Holding On to the Broken Pieces


This morning I looked at it … a beautiful, new, stainless steel, Black and Decker toaster.  Yes, it was lovely.  Yes, my toast was perfect.  Yes, it worked like a charm, so what was my problem?  I wanted my old toaster. P1000464

My old toaster was white.  My old toaster was twenty years old.  My old toaster didn’t work on one side, burned my toast, and blue sparks were continuously shooting out from it when I unplugged it.  BUT … I was used to my old toaster! 

The old white, wrecked and ruined toaster was all I knew.  It was what I used day after day.   I knew how to make it work.    I wanted my old toaster.  But, my old toaster didn’t work, was dangerous, and did I mention … made my life miserable! 

How many times in our lives do we want to keep what’s not working or what could potentially be harmful to our lives, just because we are used to it? 

I think about my own life and remember the days, some fifteen years ago, when I was in an abusive relationship.  I seemed to have  adjusted and gotten used to it.  I didn’t realize how toxic it was for me and for my children, until it was gone, and something new and beautiful (Farmer Dean) came into the picture. 

As humans, we are drawn to habit.  Webster’s Dictionary states that the word habit means, “An action or pattern of behavior that is repeated so often that it become typical of somebody, although he or she may be unaware of it.” 

It’s connected to the old adage, “You can’t see the forest through the trees.”  We become so adjusted to something that doesn’t work, doesn’t fit, isn’t good for us, and is broken, and yet, we still embrace it and want to keep it.  But why? 

Last week, I went through my closet and found myself doing the same thing that I did with the old toaster.  I couldn’t get rid of the old sweater from college, because I loved it.  Nevermind that it stopped fitting me about ten years ago.  

I clutched the pair of hiking boots that had a big hole in the heel, while I quickly pulled the old Ralph Lauren sweatshirt over my head that had a big hole in the sleeve.  Why did I want to keep the broken, the wrecked, and the ruined?  I have a new pair of boots and a fabulous sweatshirt.  Why keep the old wrecked items?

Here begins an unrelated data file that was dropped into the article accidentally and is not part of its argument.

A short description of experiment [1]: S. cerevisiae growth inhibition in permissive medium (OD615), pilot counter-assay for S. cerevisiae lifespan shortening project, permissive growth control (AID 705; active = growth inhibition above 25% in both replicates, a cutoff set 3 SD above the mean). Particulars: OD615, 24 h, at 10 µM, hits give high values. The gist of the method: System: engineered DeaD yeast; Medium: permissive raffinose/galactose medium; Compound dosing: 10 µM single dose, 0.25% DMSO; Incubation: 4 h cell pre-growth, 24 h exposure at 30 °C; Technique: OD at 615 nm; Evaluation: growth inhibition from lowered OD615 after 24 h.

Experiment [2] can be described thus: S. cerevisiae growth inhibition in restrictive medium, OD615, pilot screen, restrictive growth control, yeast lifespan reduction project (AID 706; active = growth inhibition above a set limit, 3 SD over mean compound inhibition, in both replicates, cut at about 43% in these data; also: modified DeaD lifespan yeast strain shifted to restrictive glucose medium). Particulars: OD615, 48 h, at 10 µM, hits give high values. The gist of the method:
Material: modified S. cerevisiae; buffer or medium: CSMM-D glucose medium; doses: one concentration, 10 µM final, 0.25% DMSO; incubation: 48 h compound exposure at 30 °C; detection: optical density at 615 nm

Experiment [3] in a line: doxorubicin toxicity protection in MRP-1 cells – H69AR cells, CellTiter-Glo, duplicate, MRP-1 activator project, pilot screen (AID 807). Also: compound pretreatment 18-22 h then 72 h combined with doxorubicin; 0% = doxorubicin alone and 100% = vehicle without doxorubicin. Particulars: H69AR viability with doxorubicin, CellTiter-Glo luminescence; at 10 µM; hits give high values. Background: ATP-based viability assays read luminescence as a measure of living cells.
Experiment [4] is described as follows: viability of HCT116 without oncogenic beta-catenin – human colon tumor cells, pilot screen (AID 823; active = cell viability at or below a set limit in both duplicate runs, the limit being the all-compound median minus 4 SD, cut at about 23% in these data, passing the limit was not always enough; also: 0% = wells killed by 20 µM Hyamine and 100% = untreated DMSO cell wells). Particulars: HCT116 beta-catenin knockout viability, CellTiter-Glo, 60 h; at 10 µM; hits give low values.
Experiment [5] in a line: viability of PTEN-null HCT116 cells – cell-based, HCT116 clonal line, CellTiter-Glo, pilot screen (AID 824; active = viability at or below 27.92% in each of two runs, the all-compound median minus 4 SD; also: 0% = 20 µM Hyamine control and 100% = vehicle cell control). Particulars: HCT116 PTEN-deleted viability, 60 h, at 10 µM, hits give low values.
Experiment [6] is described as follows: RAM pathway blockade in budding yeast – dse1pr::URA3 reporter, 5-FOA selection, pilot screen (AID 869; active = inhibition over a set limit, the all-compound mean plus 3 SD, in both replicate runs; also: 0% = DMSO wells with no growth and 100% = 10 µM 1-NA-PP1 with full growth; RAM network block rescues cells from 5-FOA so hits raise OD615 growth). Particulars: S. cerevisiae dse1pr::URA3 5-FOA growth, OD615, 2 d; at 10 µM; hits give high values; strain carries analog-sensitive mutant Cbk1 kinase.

What are you holding onto today?  Are you embracing things from your past that are no longer in working order?  Are you clutching an attitude of “this is all I know,” so you continue to walk out a bad habit?  What is it today that you need to let go of, move on, and walk away from?

Perhaps this blog finds you like me.  Perhaps you are stuck at a place in your life where it’s comfortable, even though the sparks are flying and you feel burned.  Maybe you feel stuck with weight gain, or a job that isn’t suited to bringing out your talents, or you are holding a grudge against that person who hurt you five years ago. 

 Today, you may find yourself pulled into that same old habit.  Maybe you take your Sunday afternoon to work because it’s all you know, when instead, you could be doing something fun and filling with your family.  Maybe you avoid that phone call because you’re still mad at that sibling that hurt you years ago. 

Habits, jobs, relationships, attitudes, can all become entwined with being stuck in life.  

Don’t be drawn to the old, broken ways.  God is the God of making all things new.  He wants the very best for you and for me.  Let’s find that best.  Let’s throw out that old toaster and have a beautifully, golden piece of toast … with peanut butter.  No sparks flying makes it all the more enjoyable.

II Corinthians 5:17 “Therefore, if anyone is in Christ, the new creation has come: The old is gone, the new is here!”


  1. Jan Sietsema09-24-13

    Oh yes, it is too hard to let go of so many things. We just have to remember that saying, “Let Go and Let God”

  2. Kathleen Sogge09-17-13

    Can I come for breakfast now??!!! 🙂